Every 10 years or so vital automotive innovations pave the way for the next 50 years. Right now a new, dynamic approach to car manufacturing is about to re-write the rules. It's called 'iStream' and it comes from the man who, with Ron Dennis came up with what some call the greatest supercar of all time; The McLaren F1. In fact iStream along with its all-important ingredient, the T25 city car, couldn't be further away from the McLaren F1 and its creator, Gordon Murray.
Gordon Murray Design (GMD) was established in 2007 for the sole purpose of designing and manufacturing cars in a completely new way. iStream gets rid of the requirement for enormous steel presses, spot welding, robots and paint shops cutting up to 80% of the environmental impact and the space and investment required for a new car factory.
Murray doesn't intend to sell the T25 city car or use the iStream process himself but will instead license it to an existing car manufacturer or non-car brand. In fact, GMD can go as far as creating another iStream design and up to an eight-seat MPV. Simplicity is the key.
On the T25 city car for instance, a frame is formed from straightforward steel tubes on to which the engine and suspension are mounted, with all the rigidity coming from the recycled plastic composite panels fixed to it. Exterior sections are used to keep the bad weather out and can be produced from almost anything - recycled bottles in the case of the T25 - and can be moulded in to any shape and dyed the colour of your choosing. Gordon Murray has already announced that he will licence the process and city car to just about anyone who will make it a reality and is confident it could create up to six thousand jobs per application.
In actual fact, Murray admits that he would have been able to announce his first major deal by now and to have the T25 in production by 2012, but for the fact that the global recession got in the way and has put the project about a year behind.
He's already hinted that one major European manufacturer has already taken the iStream plans further and is also confident that the T25 will also make it into production. It's such an advanced process that GMD go as far to say that you can have a small factory and showroom next to each other selling various versions of the T25.
So what about the T25? Well, it's close to 30cm shorter as well as 20cm less wide than the two-seater Smart, yet has room for 3 seats set out in an arrowhead configuration with the driver sat in the middle. Size doesn't seem to be an issue either. With all the seats in place it has as much luggage space as a Smart and with the rear seats folded, holds around six trolley's worth of shopping. It's so small that two T25's can fit alongside each other in a lane and at least three can park nose-out in a road side parking bay.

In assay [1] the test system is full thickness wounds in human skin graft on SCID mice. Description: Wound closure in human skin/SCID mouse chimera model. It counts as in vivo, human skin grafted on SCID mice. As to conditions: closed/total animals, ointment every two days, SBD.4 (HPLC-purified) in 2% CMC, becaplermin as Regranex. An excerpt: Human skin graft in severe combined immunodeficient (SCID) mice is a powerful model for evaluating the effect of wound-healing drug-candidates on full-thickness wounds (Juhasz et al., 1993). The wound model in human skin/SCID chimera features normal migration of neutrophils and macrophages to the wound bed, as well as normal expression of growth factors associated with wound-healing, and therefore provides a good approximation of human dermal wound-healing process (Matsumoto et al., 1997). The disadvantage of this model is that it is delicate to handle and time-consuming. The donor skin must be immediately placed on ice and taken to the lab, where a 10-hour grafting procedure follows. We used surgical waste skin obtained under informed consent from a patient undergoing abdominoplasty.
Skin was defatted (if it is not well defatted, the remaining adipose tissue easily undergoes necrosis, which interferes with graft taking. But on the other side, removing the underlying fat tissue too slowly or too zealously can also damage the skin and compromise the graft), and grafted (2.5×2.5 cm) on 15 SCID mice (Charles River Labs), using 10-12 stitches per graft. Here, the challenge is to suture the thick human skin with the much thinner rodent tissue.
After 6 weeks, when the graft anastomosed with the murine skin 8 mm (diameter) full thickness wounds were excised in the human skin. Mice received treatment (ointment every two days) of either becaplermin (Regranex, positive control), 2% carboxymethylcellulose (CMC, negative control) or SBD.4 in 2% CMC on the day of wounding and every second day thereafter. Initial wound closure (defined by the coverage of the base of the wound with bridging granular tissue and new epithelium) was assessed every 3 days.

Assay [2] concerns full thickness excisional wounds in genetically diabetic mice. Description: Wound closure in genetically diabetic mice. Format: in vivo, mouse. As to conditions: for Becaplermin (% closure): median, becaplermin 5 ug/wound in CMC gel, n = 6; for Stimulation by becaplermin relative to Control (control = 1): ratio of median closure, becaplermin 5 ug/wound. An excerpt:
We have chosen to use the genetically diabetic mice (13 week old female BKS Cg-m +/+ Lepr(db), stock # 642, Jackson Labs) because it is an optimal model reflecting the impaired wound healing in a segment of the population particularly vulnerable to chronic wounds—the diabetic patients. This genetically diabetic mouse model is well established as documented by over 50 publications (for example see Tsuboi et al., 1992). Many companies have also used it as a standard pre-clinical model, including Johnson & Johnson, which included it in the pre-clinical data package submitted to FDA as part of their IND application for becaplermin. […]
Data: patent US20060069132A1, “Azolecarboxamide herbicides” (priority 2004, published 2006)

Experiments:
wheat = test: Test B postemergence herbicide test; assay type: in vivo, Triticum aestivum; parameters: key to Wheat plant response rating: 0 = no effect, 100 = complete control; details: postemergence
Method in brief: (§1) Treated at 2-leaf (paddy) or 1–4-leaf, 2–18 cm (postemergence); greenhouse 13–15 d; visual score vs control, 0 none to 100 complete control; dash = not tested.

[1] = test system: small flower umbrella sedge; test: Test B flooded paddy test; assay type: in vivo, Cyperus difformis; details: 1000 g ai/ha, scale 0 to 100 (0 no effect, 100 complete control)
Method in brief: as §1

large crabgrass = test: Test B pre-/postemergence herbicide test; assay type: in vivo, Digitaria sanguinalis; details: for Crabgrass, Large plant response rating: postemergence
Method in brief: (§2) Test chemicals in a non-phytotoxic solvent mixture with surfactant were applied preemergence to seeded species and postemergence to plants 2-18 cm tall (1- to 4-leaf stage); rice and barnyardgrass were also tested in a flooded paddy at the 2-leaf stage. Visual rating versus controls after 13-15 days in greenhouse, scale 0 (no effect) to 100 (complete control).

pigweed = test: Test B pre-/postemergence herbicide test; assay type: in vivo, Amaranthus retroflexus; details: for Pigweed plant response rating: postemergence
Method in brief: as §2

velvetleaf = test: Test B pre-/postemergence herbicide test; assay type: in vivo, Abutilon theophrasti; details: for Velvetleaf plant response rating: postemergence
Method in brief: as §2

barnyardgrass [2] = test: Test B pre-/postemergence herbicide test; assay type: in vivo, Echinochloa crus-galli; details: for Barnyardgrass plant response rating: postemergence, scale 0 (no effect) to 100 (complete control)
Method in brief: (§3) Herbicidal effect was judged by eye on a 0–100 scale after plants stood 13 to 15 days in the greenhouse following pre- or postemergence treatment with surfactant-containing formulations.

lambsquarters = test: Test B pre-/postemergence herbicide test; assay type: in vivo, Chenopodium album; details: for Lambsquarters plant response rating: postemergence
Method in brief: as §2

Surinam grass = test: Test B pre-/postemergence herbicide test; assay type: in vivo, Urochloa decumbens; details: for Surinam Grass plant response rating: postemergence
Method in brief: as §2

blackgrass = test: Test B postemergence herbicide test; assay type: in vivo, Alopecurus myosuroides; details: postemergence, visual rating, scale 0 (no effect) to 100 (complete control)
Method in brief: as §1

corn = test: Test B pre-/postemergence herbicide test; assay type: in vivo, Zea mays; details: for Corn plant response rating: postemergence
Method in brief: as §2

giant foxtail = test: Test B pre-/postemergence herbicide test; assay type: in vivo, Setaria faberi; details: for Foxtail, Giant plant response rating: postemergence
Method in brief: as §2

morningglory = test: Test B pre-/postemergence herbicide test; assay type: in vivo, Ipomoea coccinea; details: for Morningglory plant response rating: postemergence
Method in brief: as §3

With small proportions comes low weight (around 600kg's to be precise) and with a choice of engines that can easily be slotted in, the initial 660cc Mitsubishi petrol engine will take it up to 100mph with emissions at around 88g per km.
Other features like the forward tilting cab for easy access (I wonder if he took the idea from the Bond Bug?) the T25 totally eradicates the need for conventional opening doors making it a real landmark in simplistic vehicle design.
And it just doesn't stop here. Murray and his partners, Zytec, have been given £4.5 million by the Government's Technology Strategy Board to develop the T27, an electric version of the '25.
But with no major deal on the table just yet, is GMD's iStream process and T25 just a pipe dream? Don't write off Gordon Murray just yet. His 'work in progress' is an impressive list:
The T26 is a concept for a potential Japanese client, the T28 is a bigger iStream car; a full four seat design study being conducted for a major car maker, the T29 again for another major car maker, a T30 to meet US Federal crash regulations commissioned by a US client and finally the T31 which is another iStream electric-powered project currently under evaluation.
Whatever the outcome, Gordon Murray has completely redesigned the whole car making process, something that hasn't been done since Henry Ford brought us the Model 'T' (T also being the prefix to all GMD designs) and saw the potential for affordable, mass car production.
Call him what you will, but Murray has proved himself an automotive genius with this ground breaking process.
The T25 city car and iStream process is too important not to move on to the next stage.
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